Adding Plant on Walls: A Quick Guide
Plant walls have become all the rage. This may be because of a decline of single-family housing, a desire to make something different, or an attempt at whimsy and the unexpected.
What vertical gardening does is maximize space and exploit areas that are not traditional planting spaces, increasing the growing square footage. Planting on walls indoors is only one way to garden upward, but it is a good use of an already prevailing structure, and there are tons of ways to make it pop. We have some great ideas on how to create vertical gardening systems and give the eyes plenty of beautiful dimensions upon which to rest.
Using Walls in the Garden
Vertical gardening systems may be adapted to be more than just a barrier but also to accent the Garden and soften or improve these privacy structures. Vertical garden plants create a conduit between the human-made structure and the Garden that they protect. They may also form a symbiotic relationship with the wall since it supports them and provides them with a foothold. Planting on walls is also the equivalent of a gardener’s “tag.” It gives you a chance to express your uniqueness and the way you view life.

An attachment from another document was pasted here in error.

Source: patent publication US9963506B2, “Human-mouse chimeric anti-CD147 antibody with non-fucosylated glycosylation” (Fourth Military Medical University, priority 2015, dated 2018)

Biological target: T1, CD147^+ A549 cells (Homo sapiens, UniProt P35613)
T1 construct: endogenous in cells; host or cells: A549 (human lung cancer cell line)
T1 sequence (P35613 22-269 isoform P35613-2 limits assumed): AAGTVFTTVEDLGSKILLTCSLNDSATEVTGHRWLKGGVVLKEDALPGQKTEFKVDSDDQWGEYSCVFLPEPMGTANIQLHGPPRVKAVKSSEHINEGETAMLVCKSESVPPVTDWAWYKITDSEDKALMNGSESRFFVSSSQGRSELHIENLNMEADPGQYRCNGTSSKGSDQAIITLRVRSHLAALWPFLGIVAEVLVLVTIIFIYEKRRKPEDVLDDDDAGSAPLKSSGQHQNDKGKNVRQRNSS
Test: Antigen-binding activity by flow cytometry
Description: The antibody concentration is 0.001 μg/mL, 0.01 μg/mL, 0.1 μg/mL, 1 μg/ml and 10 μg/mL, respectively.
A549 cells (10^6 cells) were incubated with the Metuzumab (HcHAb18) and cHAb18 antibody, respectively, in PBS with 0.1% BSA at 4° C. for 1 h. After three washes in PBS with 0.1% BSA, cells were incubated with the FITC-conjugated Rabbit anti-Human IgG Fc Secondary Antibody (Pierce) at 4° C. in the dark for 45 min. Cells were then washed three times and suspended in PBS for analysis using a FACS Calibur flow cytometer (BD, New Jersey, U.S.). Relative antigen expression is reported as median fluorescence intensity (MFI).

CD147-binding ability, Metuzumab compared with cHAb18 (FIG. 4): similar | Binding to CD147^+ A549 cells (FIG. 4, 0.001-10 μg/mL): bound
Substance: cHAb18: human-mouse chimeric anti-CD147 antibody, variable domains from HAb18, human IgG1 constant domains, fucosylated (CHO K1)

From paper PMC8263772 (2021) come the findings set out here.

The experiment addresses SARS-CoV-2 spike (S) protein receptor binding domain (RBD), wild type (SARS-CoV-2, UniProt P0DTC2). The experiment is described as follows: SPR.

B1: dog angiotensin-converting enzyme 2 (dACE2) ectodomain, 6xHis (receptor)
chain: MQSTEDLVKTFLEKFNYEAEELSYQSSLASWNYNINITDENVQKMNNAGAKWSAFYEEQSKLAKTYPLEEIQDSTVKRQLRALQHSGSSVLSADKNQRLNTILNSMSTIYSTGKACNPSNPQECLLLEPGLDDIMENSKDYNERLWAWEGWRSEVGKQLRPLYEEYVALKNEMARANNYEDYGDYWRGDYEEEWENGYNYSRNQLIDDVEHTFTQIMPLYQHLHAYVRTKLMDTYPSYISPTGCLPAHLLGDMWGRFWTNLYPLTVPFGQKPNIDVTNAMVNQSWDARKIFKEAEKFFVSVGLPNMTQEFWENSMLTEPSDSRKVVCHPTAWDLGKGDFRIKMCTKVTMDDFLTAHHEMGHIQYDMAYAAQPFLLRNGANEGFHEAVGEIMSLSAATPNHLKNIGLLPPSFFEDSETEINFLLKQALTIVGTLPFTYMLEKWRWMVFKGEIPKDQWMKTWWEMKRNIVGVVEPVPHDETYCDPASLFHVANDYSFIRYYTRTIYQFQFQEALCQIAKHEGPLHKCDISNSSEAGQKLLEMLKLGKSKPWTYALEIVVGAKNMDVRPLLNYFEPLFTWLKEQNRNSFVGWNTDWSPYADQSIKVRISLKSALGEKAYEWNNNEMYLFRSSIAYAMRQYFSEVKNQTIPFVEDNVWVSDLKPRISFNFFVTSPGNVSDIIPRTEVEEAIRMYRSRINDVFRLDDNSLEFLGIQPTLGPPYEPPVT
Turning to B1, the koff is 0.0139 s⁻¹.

The first thing to consider is the kind of wall or structure you have in the landscape. Is it sturdy? Does it have anything from which to hang plants on walls indoors?
Can you drill into it or attach support supports, containers, hooks, and other items in any other way? You can ignore this if you have temporary or moveable support against the wall. The easiest way to utilize a wall is to plant at its base.
Vertical garden plants that climb can clamber effortlessly over the wall, dazzling the eye and adding a counterpoint to brick and mortar. You may have to use some string or other support at the onset to assist the plant up. While considering plant approaches and effects, your zone, site conditions, and the amount of maintenance you wish to do are all new things to deliberate. Next, decide if you want evergreen or deciduous, climbing or hanging, flowering or foliage and add these options into your theme.
If you choose climbing plants, ensure you have enough height for the maximum size at maturity the plant will become. Besides, if you intend to prune the plant, the wall’s height may be an issue unless you want to get up on a ladder annually. Plants on the wall indoors may be in baskets, planter boxes affixed to the wall, pots tucked into cracks and niches, or artfully and discretely planted on the top of the wall. Hooks that fit over the top of the wall can hold a container camouflaged by the plants, and some moss tucked around them to hide the supports. When growing plants on walls, evade climbing plants that affix themselves to the wall with sticky pads. These scar masonry and can rip up mortar if damaged or if they require to be pulled away.
For the best in vertical gardening design and installations contact Plant Solutions Today!